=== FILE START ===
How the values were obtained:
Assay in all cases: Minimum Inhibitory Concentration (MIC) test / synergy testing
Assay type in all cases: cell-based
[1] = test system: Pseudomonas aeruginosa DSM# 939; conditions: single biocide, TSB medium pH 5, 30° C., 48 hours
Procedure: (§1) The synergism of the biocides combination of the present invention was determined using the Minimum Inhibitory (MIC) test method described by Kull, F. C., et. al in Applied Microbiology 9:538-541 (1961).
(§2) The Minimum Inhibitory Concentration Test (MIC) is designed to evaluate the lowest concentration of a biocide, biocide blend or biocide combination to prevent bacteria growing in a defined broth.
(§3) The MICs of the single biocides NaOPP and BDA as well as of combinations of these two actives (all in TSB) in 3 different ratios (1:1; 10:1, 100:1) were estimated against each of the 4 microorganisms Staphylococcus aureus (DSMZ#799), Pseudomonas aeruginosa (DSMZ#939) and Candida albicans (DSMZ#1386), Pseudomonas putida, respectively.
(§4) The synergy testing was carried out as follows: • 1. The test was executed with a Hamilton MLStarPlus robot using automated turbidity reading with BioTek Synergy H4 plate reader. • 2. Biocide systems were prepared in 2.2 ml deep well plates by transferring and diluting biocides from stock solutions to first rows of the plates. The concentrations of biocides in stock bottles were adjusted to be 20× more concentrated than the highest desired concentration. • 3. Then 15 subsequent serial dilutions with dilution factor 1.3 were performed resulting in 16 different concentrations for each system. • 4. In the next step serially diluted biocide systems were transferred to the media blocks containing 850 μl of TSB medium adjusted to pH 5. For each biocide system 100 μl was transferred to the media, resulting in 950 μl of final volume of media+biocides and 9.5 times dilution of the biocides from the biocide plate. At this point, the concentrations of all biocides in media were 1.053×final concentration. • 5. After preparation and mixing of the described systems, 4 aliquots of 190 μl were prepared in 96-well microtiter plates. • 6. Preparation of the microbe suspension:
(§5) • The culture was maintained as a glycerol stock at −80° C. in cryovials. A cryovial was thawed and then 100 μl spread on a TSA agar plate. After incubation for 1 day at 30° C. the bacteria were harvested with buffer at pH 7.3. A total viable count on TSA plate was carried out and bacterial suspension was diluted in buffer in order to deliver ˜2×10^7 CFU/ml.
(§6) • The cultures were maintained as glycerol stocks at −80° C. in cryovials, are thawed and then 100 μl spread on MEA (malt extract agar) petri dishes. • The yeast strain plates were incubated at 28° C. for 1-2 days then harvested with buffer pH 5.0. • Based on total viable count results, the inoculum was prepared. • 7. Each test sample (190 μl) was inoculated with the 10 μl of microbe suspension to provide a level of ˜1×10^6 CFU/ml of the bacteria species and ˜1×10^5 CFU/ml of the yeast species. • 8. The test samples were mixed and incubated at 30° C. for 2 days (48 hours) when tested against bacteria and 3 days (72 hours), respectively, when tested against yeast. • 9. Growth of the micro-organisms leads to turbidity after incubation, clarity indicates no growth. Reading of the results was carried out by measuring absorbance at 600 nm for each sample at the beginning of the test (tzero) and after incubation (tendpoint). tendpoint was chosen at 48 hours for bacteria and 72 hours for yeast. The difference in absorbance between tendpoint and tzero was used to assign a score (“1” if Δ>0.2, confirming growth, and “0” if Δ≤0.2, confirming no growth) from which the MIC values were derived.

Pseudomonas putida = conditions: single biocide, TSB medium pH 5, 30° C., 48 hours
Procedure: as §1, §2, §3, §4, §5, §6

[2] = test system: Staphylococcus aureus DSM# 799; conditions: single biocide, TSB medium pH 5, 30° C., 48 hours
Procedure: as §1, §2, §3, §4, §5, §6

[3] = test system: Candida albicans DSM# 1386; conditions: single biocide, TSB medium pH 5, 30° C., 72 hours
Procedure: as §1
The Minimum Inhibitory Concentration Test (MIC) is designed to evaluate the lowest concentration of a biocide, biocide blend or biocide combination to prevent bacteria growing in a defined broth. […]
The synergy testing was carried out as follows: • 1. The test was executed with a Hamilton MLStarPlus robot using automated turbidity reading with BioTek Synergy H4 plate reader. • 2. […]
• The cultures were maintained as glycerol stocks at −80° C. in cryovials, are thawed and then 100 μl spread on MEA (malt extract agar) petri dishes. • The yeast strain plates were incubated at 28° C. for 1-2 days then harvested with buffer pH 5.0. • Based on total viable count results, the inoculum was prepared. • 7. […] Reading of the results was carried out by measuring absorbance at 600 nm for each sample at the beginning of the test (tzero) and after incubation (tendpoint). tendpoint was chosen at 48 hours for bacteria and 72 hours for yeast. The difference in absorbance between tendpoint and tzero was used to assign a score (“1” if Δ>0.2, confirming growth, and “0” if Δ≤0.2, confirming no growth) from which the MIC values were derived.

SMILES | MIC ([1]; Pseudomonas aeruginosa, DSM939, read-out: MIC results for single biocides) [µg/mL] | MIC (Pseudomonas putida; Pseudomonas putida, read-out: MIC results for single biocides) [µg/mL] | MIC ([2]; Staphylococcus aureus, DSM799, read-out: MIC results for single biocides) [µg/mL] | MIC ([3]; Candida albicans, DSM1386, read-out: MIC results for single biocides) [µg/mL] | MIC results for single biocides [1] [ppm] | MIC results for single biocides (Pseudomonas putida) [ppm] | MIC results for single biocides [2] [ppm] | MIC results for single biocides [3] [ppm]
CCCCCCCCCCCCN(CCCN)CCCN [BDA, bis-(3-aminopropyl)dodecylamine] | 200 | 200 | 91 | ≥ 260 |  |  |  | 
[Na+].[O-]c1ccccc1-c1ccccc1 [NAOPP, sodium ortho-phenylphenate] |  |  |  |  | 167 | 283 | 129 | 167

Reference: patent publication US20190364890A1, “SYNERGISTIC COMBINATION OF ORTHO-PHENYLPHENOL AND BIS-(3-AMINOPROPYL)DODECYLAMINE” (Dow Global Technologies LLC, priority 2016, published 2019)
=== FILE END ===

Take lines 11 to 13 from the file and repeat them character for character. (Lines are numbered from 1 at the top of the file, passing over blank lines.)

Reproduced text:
Pseudomonas putida = conditions: single biocide, TSB medium pH 5, 30° C., 48 hours
Procedure: as §1, §2, §3, §4, §5, §6

[2] = test system: Staphylococcus aureus DSM# 799; conditions: single biocide, TSB medium pH 5, 30° C., 48 hours